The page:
Smith placed the entire burden of acquiring the various talents and education to improve one’s market value upon the individual. We know how that turned out for millions of Americans saddled with student loans who attempted to increase the value of their personal stock by attending colleges like Trump University.
The unsung benefit of burgeoning student debt to rapacious corporations, is that those who owe their jobs to their education cannot easily quit. If, as Kofi Annan asserts, “Education is a human right with immense power to transform. On its foundation rest the cornerstones of freedom, democracy and sustainable human development,” those yolked to their jobs because they must pay their student debt are less likely to transform, less likely to be free.
Those who have fewer options and less power must cling to the jobs that they already have, subject to whims of their employer masters—slavery without the whip.
Then the pandemic comes along.
At least one in three can’t make their rent, millions more can’t afford groceries, and workers in supermarkets, medical clinics, warehouses, and other professions are now in a macabre race to see if they’ll turn blue and die before corporate employers decide to slash their salaries or retirement benefits — which has already happened to front-line caregivers in some cities. —”How the COVID-19 Bailout Gave Wall Street a No-Lose Casino”, by Matt Taibbi, Rolling Stone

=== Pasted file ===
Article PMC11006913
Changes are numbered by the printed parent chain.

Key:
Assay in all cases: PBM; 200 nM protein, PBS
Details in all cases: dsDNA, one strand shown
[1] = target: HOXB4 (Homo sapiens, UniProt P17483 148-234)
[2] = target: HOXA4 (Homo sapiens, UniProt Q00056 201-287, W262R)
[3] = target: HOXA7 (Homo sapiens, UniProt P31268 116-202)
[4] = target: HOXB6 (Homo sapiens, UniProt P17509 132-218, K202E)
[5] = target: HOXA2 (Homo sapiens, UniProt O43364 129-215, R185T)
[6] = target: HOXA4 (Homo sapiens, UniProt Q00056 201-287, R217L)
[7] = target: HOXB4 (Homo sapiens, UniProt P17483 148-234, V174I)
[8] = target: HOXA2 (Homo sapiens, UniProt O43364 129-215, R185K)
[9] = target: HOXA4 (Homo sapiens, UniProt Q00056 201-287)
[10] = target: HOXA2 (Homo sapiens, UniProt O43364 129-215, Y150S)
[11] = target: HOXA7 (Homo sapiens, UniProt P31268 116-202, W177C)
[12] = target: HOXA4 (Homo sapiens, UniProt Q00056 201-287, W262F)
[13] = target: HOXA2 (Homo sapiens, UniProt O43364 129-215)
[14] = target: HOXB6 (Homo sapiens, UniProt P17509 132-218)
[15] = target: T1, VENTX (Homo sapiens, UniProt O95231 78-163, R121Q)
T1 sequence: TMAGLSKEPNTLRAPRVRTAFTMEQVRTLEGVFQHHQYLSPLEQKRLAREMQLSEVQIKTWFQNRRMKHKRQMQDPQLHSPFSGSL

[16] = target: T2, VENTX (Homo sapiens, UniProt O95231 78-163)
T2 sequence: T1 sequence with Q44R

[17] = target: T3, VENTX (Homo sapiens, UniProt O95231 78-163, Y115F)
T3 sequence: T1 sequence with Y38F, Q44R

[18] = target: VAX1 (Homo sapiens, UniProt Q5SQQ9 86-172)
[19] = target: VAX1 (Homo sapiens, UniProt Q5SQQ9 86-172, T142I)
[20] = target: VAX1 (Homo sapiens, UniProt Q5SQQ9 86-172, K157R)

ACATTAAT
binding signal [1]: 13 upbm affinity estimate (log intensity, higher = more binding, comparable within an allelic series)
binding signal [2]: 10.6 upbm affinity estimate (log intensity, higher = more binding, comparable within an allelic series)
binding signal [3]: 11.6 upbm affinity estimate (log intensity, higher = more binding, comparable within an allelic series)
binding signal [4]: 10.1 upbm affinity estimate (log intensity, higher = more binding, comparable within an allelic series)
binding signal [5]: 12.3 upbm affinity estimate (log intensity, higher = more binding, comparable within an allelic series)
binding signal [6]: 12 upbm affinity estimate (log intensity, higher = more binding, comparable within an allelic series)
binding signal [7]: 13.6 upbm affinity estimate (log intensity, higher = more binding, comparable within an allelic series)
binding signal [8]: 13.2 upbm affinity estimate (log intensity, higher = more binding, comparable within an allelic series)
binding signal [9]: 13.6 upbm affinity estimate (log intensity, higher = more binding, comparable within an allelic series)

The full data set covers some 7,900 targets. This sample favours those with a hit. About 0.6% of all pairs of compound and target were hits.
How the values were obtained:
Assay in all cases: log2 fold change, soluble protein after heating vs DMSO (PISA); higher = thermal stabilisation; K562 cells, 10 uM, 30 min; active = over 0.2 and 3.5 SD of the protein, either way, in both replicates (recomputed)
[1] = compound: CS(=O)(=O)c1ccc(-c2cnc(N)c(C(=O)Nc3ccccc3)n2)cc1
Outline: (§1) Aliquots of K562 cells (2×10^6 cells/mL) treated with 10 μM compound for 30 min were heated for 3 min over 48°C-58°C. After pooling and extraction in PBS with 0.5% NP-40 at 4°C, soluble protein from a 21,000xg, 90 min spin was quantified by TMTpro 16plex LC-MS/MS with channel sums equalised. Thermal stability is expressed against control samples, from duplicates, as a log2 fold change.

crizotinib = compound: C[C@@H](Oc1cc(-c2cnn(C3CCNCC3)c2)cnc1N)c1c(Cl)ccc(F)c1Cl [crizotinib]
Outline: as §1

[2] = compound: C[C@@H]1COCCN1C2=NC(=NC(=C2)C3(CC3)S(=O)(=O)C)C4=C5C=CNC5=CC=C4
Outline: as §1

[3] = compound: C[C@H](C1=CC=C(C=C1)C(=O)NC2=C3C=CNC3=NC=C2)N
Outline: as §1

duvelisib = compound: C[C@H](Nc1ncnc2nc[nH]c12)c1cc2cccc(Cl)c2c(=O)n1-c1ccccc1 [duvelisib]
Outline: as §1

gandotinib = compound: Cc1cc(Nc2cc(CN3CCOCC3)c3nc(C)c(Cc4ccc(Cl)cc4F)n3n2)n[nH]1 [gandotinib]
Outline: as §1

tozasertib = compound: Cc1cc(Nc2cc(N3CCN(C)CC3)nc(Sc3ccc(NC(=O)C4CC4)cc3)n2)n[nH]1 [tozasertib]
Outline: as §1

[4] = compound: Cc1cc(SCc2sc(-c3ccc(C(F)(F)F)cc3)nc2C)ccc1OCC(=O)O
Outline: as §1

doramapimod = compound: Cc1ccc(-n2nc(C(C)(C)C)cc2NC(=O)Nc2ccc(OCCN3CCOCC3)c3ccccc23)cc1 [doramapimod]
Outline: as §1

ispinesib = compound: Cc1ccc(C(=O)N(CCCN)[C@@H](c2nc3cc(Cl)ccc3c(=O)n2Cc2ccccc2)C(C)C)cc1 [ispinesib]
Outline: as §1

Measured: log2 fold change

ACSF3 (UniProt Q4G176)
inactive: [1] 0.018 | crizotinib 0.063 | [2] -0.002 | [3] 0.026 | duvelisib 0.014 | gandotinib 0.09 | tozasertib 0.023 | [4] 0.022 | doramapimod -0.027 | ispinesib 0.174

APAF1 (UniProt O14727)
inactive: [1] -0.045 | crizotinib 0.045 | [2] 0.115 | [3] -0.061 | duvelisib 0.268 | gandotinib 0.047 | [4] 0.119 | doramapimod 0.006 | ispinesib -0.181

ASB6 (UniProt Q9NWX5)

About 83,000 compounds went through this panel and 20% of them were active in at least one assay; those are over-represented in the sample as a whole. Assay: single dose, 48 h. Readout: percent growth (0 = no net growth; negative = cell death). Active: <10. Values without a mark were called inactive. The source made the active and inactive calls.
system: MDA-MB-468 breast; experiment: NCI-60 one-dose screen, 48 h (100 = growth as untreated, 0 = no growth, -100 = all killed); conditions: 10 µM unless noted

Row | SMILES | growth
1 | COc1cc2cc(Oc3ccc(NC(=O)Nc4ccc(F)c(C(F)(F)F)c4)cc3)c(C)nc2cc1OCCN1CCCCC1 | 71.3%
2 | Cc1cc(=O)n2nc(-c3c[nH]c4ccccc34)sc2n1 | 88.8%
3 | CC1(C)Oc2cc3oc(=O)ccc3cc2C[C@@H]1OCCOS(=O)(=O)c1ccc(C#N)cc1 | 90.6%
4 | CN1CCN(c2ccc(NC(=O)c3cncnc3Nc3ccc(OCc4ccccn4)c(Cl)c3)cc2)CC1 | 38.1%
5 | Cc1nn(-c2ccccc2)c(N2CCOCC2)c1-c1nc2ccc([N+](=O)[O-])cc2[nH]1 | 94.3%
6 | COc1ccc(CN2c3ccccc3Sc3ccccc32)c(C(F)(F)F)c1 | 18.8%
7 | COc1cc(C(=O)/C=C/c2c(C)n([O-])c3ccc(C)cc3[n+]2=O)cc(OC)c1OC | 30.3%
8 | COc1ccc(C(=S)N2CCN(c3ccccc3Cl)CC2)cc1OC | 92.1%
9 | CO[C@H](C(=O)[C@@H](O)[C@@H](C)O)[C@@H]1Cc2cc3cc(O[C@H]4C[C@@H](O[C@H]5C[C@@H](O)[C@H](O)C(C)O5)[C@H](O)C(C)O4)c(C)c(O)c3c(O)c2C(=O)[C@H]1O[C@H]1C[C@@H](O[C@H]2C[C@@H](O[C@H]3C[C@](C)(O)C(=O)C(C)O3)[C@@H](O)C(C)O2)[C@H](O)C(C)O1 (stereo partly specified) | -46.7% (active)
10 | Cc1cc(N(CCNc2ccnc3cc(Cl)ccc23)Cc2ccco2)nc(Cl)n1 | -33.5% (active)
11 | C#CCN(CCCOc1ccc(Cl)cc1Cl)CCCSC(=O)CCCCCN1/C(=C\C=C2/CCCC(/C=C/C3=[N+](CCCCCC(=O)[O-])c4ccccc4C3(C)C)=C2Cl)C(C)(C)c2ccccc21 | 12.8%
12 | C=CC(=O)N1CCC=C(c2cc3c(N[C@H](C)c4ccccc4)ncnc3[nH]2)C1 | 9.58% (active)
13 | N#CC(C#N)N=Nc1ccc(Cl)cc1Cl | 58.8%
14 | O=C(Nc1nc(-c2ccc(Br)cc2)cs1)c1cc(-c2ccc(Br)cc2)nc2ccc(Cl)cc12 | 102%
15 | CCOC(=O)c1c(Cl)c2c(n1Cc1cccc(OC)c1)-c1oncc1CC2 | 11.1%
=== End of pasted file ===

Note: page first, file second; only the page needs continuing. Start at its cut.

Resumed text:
Then Trump and Congress come to the rescue.
The $2.3 trillion CARES Act, the Donald Trump-led rescue package signed into law on March 27th, is a radical rethink of American capitalism. It retains all the cruelties of the free market for those who live and work in the real world, but turns the paper economy into a state protectorate, surrounded by a kind of Trumpian Money Wall that is designed to keep the investor class safe from fear of loss. —”How the COVID-19 Bailout Gave Wall Street a No-Lose Casino”, by Matt Taibbi, Rolling Stone
You know what you are, Human Capital Stock, nothing more. Congress will invest in rich assholes’ stock, but not yours. Another example of socialism for the rich and rugged individualism for everyone else.
You have to take your twelve hundred bucks and get back to work, despite the risks.
Now Trump has declared victory over the COVID-19 effect on the jobless rate.
Trump touted a better-than-expected jobs report, which showed unemployment at 13.3 in May after hitting a post-World War II high of 14.7 percent the previous month. Economists had predicted the jobless rate in May would rise as high as 19 percent as many states remained at least partially locked down to slow the spread of the coronavirus.— Sylvan Lane, The Hill
So the Human Capital stock has returned to work. That didn’t take much prodding, did it?
Watch this video from Professor Richard Wolff and ask yourself, wouldn’t you prefer be recognized as Comrade rather than human capital stock?